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What is "the type of X" if X doesn't have a declared type?

From: Larry Masinter <masinter@adobe.com>
Date: Thu, 11 Mar 2010 10:37:07 -0800
To: "www-tag@w3.org" <www-tag@w3.org>
Message-ID: <C68CB012D9182D408CED7B884F441D4DAD5F12@nambxv01a.corp.adobe.com>
-----Original Message-----
From: Larry Masinter 
Sent: Wednesday, March 10, 2010 4:27 PM
To: 'John Kemp'

I've postponed ACTION-386 (which was to do a more thorough
in-depth review of the "sniffing" document), but I wonder if
it might be possible have a discussion about a very small
piece of it.

The mime sniff document, many W3C recommendations, and
many discussions, including the recent traffic in
public-html@w3.org around re-registration of the
text/html MIME type all seem to take the form of

"Can I serve an X document as Y"

"How can I 'sniff' that an X document served as Y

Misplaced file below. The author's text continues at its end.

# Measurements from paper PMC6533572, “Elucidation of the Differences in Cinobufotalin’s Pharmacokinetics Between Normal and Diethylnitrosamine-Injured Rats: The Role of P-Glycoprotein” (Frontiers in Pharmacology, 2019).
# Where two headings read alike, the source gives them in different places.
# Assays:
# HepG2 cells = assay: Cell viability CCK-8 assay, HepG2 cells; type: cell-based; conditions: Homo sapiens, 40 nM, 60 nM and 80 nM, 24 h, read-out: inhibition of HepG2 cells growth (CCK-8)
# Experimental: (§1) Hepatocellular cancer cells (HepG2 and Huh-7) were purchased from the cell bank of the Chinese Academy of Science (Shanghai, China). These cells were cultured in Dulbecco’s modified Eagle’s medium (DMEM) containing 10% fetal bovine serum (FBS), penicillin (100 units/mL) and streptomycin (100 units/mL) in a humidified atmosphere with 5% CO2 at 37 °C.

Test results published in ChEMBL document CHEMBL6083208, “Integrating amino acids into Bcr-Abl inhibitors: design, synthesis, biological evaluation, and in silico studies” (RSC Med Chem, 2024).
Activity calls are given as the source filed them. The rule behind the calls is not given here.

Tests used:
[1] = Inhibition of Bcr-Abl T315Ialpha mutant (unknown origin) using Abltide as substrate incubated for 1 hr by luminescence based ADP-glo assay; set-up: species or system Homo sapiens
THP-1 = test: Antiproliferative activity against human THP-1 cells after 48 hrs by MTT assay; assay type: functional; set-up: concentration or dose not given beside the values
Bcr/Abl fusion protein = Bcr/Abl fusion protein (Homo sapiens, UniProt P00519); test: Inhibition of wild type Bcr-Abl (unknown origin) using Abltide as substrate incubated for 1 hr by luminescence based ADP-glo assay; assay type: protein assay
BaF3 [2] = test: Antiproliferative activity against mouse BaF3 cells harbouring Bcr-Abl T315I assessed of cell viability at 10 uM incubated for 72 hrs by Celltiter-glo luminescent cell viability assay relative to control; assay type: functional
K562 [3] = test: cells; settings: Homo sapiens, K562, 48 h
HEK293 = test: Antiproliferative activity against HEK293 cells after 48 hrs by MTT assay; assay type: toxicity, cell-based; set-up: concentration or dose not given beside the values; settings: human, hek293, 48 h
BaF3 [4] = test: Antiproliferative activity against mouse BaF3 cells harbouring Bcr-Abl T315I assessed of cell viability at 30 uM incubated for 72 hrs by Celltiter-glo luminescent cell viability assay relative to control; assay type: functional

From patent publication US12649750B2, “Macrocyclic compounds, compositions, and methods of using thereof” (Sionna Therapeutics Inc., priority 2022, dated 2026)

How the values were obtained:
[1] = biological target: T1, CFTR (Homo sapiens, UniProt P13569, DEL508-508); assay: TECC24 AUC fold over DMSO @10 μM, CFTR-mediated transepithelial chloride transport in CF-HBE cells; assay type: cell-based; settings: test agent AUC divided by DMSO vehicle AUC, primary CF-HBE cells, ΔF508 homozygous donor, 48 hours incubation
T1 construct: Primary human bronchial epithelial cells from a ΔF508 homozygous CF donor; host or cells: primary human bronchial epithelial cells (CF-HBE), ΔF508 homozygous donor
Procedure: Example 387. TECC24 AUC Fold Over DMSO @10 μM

really is an X."

These discussions seem to assume that the notion of
"an X document" (an HTML 5 document, an XHTML2 document)
is meaningful and well-formed and decidable without
any additional contextual information. 

But in the case of "polyglot" documents, we have something
that is simultaneously "an X document" and "a Y document",
or is either one or the other. 

I'd like to see if we could get some agreement on
a way to rephrase those statements and questions.

Do you think that's worth discussing at the F2F?

Received on Thursday, 11 March 2010 18:37:38 UTC

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